The Appeal of ‘Just Once’

The Appeal of Just OnceA handful of years ago, when my daughters were preschool- and elementary-aged, I surprised them with a Valentine’s Tea. I set out my china, made tiny cucumber sandwiches cut in the shape of hearts, baked cookies, and brewed up some hot tea. When they arrived home at the end of the school day, instead of after school snacks, we sat in the living room and enjoyed afternoon tea.

They drank daintily, holding pinkies high in the air, sipping gingerly. They munched on sandwiches and chattered about their school day, being careful to place their teacups on saucers and wiped at their mouths with the cloth napkins I’d set out.

It didn’t take a lot for me to put on this special holiday tea for them. A bit of baking and sandwich making. It was a pure delight to me, something I’d been wanting to do with my girls since the first of them was born. And the effect was marvelous. They ate it up, literally and figuratively. I’d loved them by spoiling them with something different that Valentine’s Day.

We haven’t had a Valentine’s Tea since then. My girls still talk about it – it is probably one of their most memorable Valentine’s celebrations. And that actually is the point of it. It’s memorable because it happened just once. I had wanted to do it for them. I did it. We enjoyed it. And now it is a fond memory.

As Valentine’s Day approaches this year, I see where more moms could use a “just once” bucket list approach to treating their kids to something special. Because many of us get worked up about creating a great experience that we will repeat year after year. Which makes no Valentine’s celebration memorable. And it wears us out.

Many of us get worked up about creating a great experience that we will repeat year after year. Which makes no Valentine’s memorable. – Tweet This

So as you contemplate what you will do to love on your children this February 14th, consider this: what would you do if it was only “just once”? Is there a special way of celebrating you have wanted to do for a while, but haven’t (like my Valentine’s Tea)? Then ask yourself whether this is the year for it or not. Recognize that your children do not know about all the wonderful ideas you have that you may not execute. If you don’t have any “just once” Valentine ideas, then give yourself a break. Going overboard does not make you any more loving, nor will your children feel any less loved if you do not.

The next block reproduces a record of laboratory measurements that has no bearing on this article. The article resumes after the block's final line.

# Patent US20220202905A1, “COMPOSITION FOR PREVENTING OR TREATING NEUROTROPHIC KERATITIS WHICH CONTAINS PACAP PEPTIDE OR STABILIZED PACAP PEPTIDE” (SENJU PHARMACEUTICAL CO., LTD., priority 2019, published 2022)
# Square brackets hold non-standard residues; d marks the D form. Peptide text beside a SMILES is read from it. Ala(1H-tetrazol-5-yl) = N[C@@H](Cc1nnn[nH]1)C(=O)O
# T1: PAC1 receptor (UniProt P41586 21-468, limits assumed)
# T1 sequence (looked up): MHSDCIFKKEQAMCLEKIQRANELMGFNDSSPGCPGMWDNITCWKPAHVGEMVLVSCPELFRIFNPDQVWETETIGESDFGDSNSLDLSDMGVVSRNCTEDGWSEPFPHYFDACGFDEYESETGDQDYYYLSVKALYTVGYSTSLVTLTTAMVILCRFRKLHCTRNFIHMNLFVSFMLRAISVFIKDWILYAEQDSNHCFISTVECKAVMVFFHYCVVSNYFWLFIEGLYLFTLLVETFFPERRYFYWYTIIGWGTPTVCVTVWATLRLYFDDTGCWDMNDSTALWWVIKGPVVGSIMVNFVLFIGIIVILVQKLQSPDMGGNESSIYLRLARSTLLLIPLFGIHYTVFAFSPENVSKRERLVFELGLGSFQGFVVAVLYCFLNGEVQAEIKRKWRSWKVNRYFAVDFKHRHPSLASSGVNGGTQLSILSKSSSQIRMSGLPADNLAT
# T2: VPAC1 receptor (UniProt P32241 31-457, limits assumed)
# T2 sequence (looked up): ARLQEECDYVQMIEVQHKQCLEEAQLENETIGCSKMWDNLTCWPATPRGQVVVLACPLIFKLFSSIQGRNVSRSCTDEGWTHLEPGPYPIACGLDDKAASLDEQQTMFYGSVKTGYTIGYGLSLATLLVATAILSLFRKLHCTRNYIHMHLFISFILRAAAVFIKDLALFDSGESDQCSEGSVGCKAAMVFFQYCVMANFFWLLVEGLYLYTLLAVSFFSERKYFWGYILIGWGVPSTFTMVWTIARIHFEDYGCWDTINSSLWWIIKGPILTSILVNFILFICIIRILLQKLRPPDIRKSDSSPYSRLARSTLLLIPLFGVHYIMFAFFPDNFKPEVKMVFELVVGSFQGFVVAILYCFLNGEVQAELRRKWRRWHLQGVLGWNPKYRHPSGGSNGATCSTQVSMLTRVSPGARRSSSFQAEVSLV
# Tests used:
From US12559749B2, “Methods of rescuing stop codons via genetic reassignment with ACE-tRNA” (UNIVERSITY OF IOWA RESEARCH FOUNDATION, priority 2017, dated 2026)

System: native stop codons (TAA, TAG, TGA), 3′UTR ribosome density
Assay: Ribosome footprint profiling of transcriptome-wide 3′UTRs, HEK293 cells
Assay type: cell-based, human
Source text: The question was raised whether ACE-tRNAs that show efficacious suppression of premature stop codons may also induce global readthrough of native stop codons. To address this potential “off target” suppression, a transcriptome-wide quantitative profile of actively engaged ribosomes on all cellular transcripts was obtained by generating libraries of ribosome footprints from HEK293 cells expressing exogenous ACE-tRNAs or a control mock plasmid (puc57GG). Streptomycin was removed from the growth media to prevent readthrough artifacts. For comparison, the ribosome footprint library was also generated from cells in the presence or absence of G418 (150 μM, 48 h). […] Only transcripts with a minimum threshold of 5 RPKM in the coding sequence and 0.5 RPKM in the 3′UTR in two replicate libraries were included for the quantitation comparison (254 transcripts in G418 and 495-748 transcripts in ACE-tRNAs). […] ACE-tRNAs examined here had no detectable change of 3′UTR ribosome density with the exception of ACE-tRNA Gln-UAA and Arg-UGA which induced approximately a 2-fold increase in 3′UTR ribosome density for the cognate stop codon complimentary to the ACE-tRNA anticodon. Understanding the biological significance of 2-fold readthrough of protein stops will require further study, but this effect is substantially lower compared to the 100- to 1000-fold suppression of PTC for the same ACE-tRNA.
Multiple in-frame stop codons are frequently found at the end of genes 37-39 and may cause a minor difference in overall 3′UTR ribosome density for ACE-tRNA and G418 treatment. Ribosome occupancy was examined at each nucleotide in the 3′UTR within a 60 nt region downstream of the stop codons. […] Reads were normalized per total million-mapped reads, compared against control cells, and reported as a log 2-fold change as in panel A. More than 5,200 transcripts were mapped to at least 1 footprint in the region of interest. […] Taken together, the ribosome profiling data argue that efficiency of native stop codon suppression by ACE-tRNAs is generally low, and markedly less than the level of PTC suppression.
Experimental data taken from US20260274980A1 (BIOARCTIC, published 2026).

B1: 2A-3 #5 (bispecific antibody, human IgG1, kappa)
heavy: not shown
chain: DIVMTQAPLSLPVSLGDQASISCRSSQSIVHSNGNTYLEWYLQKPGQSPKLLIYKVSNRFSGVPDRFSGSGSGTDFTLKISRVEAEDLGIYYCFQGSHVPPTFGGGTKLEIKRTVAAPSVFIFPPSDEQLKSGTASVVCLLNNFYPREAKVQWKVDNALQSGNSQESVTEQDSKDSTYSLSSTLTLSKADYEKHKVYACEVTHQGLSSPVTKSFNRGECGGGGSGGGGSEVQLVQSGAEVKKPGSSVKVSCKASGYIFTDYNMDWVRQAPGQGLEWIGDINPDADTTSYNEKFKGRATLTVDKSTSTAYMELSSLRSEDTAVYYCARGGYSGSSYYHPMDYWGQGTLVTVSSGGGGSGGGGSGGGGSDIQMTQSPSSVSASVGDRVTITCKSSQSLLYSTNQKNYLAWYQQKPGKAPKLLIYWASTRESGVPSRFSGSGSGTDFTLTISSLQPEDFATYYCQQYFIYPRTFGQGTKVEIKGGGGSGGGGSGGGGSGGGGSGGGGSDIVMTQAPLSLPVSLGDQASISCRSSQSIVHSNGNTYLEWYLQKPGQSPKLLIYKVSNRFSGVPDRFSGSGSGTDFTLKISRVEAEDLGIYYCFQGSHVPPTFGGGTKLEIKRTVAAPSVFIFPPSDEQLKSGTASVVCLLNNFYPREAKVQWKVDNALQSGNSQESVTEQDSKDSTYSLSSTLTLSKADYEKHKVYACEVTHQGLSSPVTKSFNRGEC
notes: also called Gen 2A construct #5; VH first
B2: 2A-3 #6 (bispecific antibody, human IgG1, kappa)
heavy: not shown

And if last year you made a terrific display of affection for your kids, release yourself from the need for a repeat performance. Let it stand on its own and relish the memory. Relax and stop beating yourself up over what you don’t do. Show yourself some love this Valentine’s. Even if it’s just once.

Ever done something amazing for your kids one time, never to repeat it? Or have you been wanting to do something special for them “just once,” but haven’t yet? Share your story in the comments.



Living the Story You Want to Tell (October’s Dare Accomplished)

Living the Story - The October Bucket List Life Dare AccomplishedI rolled down my car window to see the Starbucks menu better in the foggy morning air. I never remember the name they use for the extra-large drink. Venti. With a free drink on my card, I could splurge and go big. Then I glanced in my rearview mirror. An older model Buick had pulled up behind me with two women in it wearing head coverings. Would they go big and get Ventis too? My hand shook with giddiness as I put the car in drive to pull up to the window. I was more excited about what I was about to do for those women behind me than I was about the Venti Salted Caramel Mocha the barista handed me through the window.

My completion of the October Bucket List Life Dare to commit a random act of kindness might sound cliché. But I have always wanted to surprise someone by paying for their order somewhere. So that’s what I did.

The funny thing about it was how much the barista at the drive-thru window thanked me. It was a dreary morning, so I had hoped to make someone’s day a bit brighter with this treat. What I hadn’t expected was that it would start with the barista. It was also serendipitous that I had the free drink on my card for myself. And that I’d made a bit of extra cash that week selling an old Halloween costume. A confluence of events that set the stage for my paying-it-forward adventure.

Here is what impacted me most about taking the step to actually pay for a stranger’s order: I was living out the story I have been wanting to tell. You see, what has kept me from doing it before was the story I have always told myself about myself – the story that said I’m not one of those people who does that sort of thing. Even though I have always wanted to do it. And so paying for the order of the person in line behind me at the Starbucks drive-thru was more than just a feel-good gesture to complete the month’s dare goal. It served as a means of being myself more fully. Living out who I want to be.